Bowl with bird and peonies, Iran, Timurid Period (1370 - 1507), fritware, with underglaze painting in blue, 8.2 cm (height), 17.5 cm (diameter). Presented by Sir Alan Barlow, 1956 (EA1956.114). Ashmolean Museum © Ashmolean Museum, University of Oxford
The 1600s saw a boom in the production of ceramics to supply the burgeoning Iranian cities made rich on manufacturing and trade. Chinese porcelain remained highly fashionable and continued to inspire the Islamic potters to the manufacture of fine blue-and-white pieces.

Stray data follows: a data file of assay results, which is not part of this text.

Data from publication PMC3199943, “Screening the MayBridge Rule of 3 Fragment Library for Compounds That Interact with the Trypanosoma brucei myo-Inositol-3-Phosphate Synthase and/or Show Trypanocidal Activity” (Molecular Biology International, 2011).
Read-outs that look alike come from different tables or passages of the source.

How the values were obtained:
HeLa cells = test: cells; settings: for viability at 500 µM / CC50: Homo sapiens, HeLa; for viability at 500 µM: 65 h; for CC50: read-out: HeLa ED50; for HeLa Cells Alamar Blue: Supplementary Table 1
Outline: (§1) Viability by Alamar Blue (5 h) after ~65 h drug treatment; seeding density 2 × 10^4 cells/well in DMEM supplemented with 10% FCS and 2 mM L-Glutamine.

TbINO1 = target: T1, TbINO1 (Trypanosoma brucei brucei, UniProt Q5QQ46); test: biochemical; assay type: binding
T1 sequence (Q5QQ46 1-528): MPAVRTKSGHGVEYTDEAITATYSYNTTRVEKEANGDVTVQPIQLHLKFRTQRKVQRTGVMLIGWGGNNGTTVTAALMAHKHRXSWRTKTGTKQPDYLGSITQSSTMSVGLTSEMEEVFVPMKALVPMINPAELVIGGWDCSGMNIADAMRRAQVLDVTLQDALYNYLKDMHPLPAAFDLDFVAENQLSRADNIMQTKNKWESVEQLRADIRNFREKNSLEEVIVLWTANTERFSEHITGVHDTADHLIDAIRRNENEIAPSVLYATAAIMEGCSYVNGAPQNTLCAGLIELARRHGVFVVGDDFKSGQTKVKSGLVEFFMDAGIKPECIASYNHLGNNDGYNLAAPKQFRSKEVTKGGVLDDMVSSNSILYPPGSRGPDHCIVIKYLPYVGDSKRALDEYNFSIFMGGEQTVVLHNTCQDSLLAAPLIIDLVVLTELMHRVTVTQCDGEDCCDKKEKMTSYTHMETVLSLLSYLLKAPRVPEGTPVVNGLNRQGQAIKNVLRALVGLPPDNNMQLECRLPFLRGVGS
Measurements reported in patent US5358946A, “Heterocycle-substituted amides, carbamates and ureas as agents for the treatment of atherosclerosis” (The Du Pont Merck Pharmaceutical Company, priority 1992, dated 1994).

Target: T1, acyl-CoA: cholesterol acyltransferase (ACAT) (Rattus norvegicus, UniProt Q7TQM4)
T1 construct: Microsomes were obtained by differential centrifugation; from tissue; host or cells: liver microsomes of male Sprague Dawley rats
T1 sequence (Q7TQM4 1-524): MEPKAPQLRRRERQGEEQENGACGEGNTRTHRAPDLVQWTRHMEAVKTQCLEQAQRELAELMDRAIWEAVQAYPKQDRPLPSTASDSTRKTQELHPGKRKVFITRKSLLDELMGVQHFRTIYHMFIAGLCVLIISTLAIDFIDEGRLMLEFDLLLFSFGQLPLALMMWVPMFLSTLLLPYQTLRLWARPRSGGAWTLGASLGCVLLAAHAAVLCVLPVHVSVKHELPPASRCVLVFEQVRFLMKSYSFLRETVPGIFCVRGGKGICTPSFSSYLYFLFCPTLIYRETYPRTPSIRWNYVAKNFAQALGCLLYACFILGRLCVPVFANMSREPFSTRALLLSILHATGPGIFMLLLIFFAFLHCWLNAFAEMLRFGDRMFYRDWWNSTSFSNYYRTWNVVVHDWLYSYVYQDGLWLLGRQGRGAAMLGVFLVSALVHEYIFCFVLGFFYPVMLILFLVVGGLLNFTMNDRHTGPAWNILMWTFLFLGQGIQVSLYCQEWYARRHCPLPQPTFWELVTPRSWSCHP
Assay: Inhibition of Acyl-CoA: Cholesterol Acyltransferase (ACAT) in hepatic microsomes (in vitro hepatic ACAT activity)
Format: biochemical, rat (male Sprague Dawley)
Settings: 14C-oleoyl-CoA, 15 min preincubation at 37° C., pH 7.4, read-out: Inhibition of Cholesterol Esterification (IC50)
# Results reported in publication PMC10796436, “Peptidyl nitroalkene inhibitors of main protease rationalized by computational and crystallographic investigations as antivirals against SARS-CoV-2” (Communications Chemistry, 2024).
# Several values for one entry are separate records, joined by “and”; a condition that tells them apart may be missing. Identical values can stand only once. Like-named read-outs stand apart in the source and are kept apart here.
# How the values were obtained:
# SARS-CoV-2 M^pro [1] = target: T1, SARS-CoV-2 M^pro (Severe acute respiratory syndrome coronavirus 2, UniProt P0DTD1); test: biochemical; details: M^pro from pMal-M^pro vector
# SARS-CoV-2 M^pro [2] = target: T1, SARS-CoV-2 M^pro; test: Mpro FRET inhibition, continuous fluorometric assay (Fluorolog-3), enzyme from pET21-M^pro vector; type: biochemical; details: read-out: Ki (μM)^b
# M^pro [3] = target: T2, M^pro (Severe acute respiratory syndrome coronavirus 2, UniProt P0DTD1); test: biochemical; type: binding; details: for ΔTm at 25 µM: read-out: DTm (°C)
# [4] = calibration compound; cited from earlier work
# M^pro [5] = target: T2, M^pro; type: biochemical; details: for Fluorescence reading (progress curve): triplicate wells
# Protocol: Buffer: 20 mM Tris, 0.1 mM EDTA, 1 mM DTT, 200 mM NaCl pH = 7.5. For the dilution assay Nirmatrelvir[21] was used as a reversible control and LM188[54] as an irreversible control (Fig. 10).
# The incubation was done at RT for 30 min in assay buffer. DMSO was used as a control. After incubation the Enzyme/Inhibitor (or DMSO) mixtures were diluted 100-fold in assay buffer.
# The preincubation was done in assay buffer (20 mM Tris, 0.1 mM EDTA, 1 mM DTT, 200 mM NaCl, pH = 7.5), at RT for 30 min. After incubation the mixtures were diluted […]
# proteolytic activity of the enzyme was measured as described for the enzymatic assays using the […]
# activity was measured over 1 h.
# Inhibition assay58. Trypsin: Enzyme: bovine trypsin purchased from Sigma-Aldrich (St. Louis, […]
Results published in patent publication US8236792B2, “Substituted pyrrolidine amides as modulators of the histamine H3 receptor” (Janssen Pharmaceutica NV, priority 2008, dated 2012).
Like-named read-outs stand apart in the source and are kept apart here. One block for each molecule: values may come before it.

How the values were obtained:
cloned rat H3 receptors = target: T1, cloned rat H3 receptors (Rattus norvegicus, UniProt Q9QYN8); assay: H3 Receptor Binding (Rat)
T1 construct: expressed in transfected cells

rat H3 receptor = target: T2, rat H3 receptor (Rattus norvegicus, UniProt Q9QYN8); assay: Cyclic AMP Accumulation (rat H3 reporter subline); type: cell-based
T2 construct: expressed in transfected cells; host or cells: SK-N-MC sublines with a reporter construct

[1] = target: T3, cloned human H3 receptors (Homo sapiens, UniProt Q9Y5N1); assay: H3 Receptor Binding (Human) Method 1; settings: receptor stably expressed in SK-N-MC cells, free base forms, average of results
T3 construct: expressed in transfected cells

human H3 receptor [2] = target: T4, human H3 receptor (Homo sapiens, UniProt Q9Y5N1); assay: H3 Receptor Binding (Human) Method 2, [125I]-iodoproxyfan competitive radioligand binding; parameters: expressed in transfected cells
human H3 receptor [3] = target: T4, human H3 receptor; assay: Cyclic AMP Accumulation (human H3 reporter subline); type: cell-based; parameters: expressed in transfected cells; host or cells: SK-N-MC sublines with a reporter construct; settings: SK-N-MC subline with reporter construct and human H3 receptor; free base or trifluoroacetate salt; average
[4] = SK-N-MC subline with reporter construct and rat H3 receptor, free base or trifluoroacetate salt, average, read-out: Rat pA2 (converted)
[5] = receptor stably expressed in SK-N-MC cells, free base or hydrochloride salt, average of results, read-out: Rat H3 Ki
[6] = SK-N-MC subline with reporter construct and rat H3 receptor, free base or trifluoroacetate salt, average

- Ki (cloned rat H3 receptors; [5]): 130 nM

However, other wares produced in this period break away from the Chinese model and use fully Islamic techniques and patterns. Lustre painting enjoyed renewed popularity after three centuries of decline, while carved and moulded vessels continued to be made alongside underglaze and slip-painted wares.